Lila and I are good buddies. I already loved her deeply, but when her other grandmother died suddenly on Lila's due date, before they'd even had a chance to meet, I felt a heavy responsibility. Grandmothers are so important and you can never have too many. Fortunately, Lila has several granddads, and they are extremely important, too.

Becoming a grandmother was nothing like I expected. The night Lila was born I left the hospital and went to eat in a restaurant in North Beach.  Eric stayed in Sonoma because we weren't sure how things would go with the premature delivery. It was strange to be alone after something so momentous had happened in my life.  If I had known then what I know now, and how beautifully Lila would develop and grow, I would have been ecstatic. I would have been so thrilled that my firstborn had made me a grandmother. Instead, the day Lila was born was one of the most traumatic days of my life.

It was strange for all of us, but Lucy seemed undaunted. I'll never forget the look of joy and love on her face the first time they wheeled her bed into the  NICU a couple hours after the birth so she could see the baby. She didn't see a scary, tiny creature. She saw her beautiful baby. They aren't kidding that a mother's love is blind!

It was over a month that Lila stayed in the NICU, and it wasn't easy, but we were so lucky. The kid was healthy, just tiny. One time I referred to her as our "special needs baby" and the nurses corrected me. They said she didn't have special needs, she was just small. Actually, I disagree, She did have special needs, including a feeding tube, at first, but those nurses were amazing. They had growing an infant outside the womb down to a science, It was hard to not hold her like you would a full term newborn, but the hardest part was being around the parents whose babies were really sick. That was truly heartbreaking.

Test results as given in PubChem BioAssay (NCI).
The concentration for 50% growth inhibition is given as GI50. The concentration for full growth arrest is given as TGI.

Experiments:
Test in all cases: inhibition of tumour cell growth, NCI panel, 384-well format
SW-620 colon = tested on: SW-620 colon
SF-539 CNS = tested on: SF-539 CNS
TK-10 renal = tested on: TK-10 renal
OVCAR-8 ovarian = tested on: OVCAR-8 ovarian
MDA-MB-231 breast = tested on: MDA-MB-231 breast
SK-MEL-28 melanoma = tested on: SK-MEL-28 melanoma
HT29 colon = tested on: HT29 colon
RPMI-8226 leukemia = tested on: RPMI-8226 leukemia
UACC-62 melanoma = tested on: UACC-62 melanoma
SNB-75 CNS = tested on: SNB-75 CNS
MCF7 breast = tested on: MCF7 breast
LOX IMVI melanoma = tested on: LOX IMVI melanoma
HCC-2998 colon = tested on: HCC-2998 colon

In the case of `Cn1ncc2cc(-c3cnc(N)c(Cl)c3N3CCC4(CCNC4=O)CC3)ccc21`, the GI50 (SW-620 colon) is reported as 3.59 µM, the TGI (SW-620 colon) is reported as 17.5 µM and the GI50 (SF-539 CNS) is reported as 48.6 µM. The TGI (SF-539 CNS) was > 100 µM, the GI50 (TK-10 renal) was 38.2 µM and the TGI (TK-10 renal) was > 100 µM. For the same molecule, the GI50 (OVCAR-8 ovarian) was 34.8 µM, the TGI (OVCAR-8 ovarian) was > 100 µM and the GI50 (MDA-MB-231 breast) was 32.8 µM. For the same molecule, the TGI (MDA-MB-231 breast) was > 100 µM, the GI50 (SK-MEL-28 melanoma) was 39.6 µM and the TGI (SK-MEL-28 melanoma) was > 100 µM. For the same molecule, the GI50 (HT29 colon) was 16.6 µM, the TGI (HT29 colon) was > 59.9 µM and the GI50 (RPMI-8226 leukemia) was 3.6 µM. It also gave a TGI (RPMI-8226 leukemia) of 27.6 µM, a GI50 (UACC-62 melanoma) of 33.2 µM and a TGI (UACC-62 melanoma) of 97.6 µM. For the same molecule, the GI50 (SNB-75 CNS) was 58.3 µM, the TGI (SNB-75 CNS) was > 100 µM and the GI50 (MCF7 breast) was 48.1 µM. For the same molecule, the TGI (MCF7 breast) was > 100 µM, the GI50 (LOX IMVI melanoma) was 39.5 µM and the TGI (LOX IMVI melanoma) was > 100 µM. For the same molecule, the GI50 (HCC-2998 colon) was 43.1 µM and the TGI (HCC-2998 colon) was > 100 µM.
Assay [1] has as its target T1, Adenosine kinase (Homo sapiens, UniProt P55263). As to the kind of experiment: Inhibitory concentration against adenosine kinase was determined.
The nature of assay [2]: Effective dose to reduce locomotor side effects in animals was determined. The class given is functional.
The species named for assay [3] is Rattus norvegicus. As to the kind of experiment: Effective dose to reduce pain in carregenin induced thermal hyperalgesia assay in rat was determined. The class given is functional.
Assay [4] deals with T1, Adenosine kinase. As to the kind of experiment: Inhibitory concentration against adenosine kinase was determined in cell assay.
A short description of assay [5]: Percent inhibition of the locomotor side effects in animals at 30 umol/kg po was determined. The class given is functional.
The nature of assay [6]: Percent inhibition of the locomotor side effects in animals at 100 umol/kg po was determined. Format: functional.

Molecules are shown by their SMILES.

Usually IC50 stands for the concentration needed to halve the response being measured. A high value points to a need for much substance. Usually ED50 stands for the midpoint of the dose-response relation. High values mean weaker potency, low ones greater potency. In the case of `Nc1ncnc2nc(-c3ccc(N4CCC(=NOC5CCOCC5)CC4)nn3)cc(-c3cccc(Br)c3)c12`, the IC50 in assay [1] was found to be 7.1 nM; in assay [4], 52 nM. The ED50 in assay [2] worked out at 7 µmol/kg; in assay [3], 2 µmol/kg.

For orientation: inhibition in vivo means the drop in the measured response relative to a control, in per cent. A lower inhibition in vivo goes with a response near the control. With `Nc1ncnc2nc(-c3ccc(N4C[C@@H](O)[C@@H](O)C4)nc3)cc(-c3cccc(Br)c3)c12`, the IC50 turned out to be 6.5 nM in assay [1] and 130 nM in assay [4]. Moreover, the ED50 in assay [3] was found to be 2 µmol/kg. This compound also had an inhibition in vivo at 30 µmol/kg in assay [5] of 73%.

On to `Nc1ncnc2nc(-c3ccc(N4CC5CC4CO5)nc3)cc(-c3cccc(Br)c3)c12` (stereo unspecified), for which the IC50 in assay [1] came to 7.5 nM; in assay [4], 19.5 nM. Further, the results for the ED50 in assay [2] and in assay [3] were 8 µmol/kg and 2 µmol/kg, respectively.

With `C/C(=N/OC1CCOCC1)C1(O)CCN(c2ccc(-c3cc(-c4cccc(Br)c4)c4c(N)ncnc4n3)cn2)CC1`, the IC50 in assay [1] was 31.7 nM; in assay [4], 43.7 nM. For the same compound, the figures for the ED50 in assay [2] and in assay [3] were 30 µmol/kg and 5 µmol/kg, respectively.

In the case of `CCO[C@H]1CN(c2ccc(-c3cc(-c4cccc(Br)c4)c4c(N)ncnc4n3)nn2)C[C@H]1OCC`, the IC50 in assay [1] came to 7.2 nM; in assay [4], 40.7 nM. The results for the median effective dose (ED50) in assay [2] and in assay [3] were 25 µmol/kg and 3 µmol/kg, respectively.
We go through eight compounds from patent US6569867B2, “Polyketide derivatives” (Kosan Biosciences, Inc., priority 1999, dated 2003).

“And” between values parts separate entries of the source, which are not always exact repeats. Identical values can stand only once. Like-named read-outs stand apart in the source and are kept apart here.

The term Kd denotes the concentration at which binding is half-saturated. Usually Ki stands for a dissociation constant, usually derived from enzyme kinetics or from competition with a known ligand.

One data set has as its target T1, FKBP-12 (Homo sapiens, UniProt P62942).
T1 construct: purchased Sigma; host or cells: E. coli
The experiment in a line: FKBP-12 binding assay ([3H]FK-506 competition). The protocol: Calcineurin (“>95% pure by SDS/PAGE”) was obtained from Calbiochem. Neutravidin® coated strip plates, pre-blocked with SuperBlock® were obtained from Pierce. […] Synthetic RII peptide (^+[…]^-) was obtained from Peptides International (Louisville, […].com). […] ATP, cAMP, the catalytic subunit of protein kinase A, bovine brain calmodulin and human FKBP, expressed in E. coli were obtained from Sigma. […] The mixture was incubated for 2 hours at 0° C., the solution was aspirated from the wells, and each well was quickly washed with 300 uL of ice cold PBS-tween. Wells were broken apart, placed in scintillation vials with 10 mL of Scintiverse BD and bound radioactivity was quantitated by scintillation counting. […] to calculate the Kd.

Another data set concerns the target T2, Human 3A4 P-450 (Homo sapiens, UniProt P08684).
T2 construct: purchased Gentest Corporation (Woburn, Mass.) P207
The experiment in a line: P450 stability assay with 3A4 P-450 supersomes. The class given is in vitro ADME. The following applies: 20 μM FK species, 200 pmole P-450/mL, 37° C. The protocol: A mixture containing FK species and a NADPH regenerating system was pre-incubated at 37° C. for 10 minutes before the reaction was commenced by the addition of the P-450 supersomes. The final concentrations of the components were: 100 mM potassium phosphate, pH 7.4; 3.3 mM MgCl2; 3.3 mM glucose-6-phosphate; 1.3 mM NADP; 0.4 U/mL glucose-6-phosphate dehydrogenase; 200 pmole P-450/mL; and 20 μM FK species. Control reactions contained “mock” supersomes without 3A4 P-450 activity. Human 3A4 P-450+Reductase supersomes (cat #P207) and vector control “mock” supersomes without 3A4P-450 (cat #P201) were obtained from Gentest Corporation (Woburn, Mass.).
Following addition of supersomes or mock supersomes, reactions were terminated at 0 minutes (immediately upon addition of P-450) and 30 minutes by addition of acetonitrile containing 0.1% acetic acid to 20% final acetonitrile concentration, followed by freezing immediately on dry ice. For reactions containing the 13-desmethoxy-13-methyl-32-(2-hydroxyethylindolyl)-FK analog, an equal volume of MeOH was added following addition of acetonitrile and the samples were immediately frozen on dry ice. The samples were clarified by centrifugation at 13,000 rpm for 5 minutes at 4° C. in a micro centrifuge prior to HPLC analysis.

We all did our best and Lucy was just amazing. Seeing what a wonderful mother she is with her baby made all the work I put into raising her worthwhile. I felt like I was paid back in an instant for decades of effort. Also, the vague longing that I had felt since my youngest (now 27 years old) was no longer a baby completely dissipated. I wouldn't want my kids to be little again because then I wouldn't have my grandchildren. You see, I'm very fortunate.
Three months after Lila was born, Lana gave birth to Sally. But this Is Lila's story. We'll save Sally for another day.

Four Generations

Tuesday, October 27, 2015

The Endless Summer

The real Endless Summer with my family in the '60's. 

You may think, “The Endless Summer” is the title of a movie about surfing. It is. It’s also an apt description of our summer. Our burning, blazing, summer with endless heat and endless sun. Our normal weather is typical, Coastal Northern California fare. Add cool, overcast days to 63 degrees with a chilly wind. Combine little to no sun and stir. You have just created the recipe for local conditions in May through August. In thirty-eight years I have seen little variation to this recipe.

The Summer of 2015 is an exception so extreme, that despite all my years of complaining about our cools summers, I have had enough. Summer in Mill Valley has been too long this year. I’m ready for fall. Not fake fall. We have the leaves changing colors and drifting gently off trees on Sycamore Avenue, but it's hard to enjoy when it's 85 degrees again. 

Like most seasons, summer started with hope and promise. I reveled in the warmth. Day after day, week after week we were blessed with pleasant temperatures and lemony bright, sunny skies. Sunny mornings, dinner outside and sleeveless dresses! What could possibly be better? I take it all back! Send the fog. The air quality is poor due to all the fires that have raged around the state, I'm surrounded on three sides by noisy construction projects and can't close the windows. I work from home and we do not have air conditioning. 
Thousands flee another heat wave at Stinson
My car is the only cool place and I can’t just ride around in the car and contribute to global warming! I read that for every mile you drive your car makes a pound of carbon dioxide. That is a statistic that has stuck with me. It now strikes me as irresponsible to sit in your car talking on the phone while the engine runs. 

Harbor Seal is treated at Marine Mammal Center
Climate change is real. The Pacific Ocean is warmer than the Atlantic now. Birds are dying in droves because the fish they feed on have had to go deeper for cooler temperatures. Marine Mammals are in distress for the same reasons. The center of the state is sinking by several inches a month because the ground water is being pumped out faster than it's being replenished. It's not being replenished at all because of the drought. This also affects the level of the oceans.